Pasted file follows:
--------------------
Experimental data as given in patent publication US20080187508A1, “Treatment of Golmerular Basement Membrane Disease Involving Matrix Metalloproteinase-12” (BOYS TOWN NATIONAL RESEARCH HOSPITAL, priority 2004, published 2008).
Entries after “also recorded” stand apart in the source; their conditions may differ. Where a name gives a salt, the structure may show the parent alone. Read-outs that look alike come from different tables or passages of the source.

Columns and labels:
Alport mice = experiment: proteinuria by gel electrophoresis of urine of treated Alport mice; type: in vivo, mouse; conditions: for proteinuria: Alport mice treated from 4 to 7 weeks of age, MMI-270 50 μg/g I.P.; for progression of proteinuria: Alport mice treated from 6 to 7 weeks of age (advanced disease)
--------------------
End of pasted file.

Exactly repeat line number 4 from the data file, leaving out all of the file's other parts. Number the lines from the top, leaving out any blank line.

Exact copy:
Alport mice = experiment: proteinuria by gel electrophoresis of urine of treated Alport mice; type: in vivo, mouse; conditions: for proteinuria: Alport mice treated from 4 to 7 weeks of age, MMI-270 50 μg/g I.P.; for progression of proteinuria: Alport mice treated from 6 to 7 weeks of age (advanced disease)